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Lobbying the Hill, softly

How Indian IT sector must counter US immigration Bill

Business Standard  |  New Delhi 

The Indian information technology industry is exercised about several aspects of a new US immigration Bill. Nasscom, the industry lobbyist, says it does not like the issue of skilled workers travelling to the US for short periods getting tagged on to the larger debate in the US over immigration. It feels strongly that restrictions on the use of such workers discriminate against India-based firms. Government-imposed costs on firms per worker will differ depending on what percentage of their workforce is based in the US. Thus, an IBM will have a cost advantage over not just a TCS when it comes to bringing over its own workers from India, but also a Cognizant - a US firm with large development centres in India. In particular, Nasscom finds the provision that a work visa holder not be allowed to work at the site of the client "draconian".

This Bill will be extensively debated by the US Congress, take considerable time to become law and, in all likelihood, will get to have a far different final shape from the present version. Hence there is scope for extensive lobbying in Washington. Countries such as South Korea, Ireland, Poland and Canada do so not only to fight negative aspects but also to help write in specific provisions beneficial to themselves. In this business, South Korea last year spent close to $2 million. It is worth the Indian industry's while to similarly invest since the stakes are high - targeting close to $50 billion in US exports in 2013-14. It is also noteworthy that while lobbying, these countries prefer to stay under the radar.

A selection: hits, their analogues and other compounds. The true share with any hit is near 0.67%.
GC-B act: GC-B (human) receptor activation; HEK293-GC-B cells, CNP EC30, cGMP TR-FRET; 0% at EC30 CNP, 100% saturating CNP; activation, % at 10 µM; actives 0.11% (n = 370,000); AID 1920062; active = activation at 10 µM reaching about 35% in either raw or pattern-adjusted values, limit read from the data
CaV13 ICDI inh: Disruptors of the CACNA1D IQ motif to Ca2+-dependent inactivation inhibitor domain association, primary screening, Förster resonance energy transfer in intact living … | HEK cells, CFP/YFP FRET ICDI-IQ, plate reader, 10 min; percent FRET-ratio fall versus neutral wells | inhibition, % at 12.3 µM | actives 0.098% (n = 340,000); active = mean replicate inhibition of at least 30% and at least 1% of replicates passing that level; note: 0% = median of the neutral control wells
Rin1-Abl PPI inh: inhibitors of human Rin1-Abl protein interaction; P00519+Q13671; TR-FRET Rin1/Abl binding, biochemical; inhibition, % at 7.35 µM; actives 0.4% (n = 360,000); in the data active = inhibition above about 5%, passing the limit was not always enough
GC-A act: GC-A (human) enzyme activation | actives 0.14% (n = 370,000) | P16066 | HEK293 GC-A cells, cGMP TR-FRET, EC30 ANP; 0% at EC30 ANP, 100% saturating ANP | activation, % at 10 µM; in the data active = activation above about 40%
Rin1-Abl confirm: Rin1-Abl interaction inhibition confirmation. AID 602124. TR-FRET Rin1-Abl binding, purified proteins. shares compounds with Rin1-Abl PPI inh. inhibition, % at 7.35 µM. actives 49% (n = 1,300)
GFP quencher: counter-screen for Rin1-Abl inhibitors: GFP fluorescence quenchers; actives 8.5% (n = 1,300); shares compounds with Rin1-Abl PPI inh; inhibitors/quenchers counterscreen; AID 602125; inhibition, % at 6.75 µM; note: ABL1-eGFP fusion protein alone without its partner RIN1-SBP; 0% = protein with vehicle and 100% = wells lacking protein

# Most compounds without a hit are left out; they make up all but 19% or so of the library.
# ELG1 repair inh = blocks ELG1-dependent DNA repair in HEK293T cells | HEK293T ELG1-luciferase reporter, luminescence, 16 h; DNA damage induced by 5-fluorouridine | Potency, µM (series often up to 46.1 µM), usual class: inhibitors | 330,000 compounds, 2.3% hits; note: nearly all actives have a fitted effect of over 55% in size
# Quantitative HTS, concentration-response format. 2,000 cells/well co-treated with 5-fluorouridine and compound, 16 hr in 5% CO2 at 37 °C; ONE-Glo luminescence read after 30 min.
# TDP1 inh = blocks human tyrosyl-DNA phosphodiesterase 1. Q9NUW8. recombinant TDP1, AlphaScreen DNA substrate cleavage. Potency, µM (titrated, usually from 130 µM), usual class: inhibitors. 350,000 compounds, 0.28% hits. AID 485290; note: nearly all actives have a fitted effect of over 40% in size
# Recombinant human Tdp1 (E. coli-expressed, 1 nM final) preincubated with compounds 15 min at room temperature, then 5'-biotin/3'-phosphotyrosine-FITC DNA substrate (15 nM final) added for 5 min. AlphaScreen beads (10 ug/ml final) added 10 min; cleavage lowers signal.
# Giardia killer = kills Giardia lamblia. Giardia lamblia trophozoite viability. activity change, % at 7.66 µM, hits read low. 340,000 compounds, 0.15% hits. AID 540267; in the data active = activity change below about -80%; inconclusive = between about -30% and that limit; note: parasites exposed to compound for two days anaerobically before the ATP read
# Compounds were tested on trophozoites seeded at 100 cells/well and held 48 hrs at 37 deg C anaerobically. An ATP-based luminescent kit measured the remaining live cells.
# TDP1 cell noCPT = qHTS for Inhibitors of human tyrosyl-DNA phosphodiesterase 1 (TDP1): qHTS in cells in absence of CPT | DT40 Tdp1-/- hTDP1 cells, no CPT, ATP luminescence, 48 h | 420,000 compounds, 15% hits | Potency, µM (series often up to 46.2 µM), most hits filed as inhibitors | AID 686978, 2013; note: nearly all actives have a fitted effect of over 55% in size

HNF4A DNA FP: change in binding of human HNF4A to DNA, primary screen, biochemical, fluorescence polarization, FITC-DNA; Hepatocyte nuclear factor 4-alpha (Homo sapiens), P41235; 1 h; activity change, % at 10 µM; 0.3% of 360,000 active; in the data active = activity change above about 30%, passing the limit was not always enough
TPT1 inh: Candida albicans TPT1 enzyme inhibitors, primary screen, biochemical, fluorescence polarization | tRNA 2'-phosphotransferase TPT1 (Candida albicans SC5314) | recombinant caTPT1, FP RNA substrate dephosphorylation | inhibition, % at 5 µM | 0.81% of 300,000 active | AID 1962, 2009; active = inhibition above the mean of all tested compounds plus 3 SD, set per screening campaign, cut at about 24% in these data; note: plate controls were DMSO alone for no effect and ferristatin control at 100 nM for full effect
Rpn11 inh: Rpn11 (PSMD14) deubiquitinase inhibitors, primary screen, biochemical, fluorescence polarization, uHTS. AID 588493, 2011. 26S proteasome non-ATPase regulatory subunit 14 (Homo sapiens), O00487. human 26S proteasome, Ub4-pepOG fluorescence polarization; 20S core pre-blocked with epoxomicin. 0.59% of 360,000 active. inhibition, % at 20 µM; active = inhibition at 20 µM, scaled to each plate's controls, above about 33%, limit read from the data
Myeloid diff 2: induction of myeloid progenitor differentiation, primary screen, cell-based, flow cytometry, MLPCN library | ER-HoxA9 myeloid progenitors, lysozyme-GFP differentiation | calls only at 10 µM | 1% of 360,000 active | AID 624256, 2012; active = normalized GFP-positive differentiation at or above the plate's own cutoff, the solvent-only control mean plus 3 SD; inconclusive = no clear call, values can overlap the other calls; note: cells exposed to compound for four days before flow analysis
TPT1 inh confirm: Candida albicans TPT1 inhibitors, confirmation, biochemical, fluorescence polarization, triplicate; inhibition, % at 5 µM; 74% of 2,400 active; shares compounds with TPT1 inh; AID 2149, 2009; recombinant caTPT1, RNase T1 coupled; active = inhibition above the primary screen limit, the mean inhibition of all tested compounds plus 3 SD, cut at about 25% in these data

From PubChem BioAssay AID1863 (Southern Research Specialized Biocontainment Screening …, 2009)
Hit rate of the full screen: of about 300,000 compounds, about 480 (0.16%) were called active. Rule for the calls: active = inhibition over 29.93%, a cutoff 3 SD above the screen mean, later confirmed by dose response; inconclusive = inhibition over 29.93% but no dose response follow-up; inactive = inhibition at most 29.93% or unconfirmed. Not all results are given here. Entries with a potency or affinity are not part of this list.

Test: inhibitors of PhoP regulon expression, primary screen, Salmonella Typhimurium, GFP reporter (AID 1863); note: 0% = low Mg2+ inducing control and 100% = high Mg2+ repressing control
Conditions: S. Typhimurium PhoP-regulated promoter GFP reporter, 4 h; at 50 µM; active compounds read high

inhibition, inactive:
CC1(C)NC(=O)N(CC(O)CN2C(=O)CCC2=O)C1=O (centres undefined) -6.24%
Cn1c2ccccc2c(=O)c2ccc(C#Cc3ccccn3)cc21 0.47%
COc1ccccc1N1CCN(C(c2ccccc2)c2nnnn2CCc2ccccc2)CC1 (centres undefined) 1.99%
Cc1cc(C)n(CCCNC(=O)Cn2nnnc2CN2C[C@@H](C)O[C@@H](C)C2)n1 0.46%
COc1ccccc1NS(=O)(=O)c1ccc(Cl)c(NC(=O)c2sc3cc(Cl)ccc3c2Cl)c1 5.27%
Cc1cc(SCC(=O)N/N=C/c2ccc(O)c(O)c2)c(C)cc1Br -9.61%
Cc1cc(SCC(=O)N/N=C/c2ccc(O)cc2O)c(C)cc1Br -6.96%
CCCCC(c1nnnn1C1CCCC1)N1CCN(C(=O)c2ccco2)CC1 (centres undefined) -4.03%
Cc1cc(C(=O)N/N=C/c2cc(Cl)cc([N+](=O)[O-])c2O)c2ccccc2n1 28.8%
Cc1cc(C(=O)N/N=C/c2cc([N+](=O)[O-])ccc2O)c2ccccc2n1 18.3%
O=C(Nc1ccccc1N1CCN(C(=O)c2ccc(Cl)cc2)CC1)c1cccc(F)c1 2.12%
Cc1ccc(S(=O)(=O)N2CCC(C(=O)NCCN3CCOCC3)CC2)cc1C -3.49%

Industry advocates should have a more realistic and current view of the business. Yes, the Indian IT industry began in the 1990s during the Y2K phase with the "body shopping" model, wherein a firm, like an employment agency, supplied skilled workers to the US. After the early 2000s, the industry progressed by developing the offshore distributed development model, which coincided with the rise of large development centres in India. The next phase involved enterprise solutions and, most recently, platforms to deliver new technologies such as cloud computing. Simultaneously, Indian firms matured and needed to be near the client's senior management; US public also changed, following high local unemployment - and so some Indian companies shifted to "near-shore" models that make for a bigger and better-paid regular workforce in the US. You do need some skilled workers at the client's site during the implementation of a project, but they hardly carry the can for the current Indian industry. What IT really needs to do is work with both governments to ensure that US goods and investment are allowed greater access to India in return for greater access to the US for Indian services.

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First Published: Mon, May 13 2013. 21:39 IST